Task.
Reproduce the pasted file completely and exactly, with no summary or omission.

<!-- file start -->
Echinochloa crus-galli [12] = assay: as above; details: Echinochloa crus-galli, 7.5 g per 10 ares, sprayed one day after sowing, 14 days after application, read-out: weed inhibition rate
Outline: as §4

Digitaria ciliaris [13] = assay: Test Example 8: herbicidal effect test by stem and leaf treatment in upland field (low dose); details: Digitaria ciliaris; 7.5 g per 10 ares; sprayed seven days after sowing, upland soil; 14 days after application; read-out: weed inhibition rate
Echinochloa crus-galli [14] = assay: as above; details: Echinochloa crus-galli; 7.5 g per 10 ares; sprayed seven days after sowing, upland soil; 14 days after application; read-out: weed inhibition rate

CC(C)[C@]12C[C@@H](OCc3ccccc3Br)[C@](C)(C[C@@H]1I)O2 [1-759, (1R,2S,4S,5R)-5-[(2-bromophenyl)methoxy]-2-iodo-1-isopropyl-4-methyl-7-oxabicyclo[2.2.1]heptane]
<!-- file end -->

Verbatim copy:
Echinochloa crus-galli [12] = assay: as above; details: Echinochloa crus-galli, 7.5 g per 10 ares, sprayed one day after sowing, 14 days after application, read-out: weed inhibition rate
Outline: as §4

Digitaria ciliaris [13] = assay: Test Example 8: herbicidal effect test by stem and leaf treatment in upland field (low dose); details: Digitaria ciliaris; 7.5 g per 10 ares; sprayed seven days after sowing, upland soil; 14 days after application; read-out: weed inhibition rate
Echinochloa crus-galli [14] = assay: as above; details: Echinochloa crus-galli; 7.5 g per 10 ares; sprayed seven days after sowing, upland soil; 14 days after application; read-out: weed inhibition rate

CC(C)[C@]12C[C@@H](OCc3ccccc3Br)[C@](C)(C[C@@H]1I)O2 [1-759, (1R,2S,4S,5R)-5-[(2-bromophenyl)methoxy]-2-iodo-1-isopropyl-4-methyl-7-oxabicyclo[2.2.1]heptane]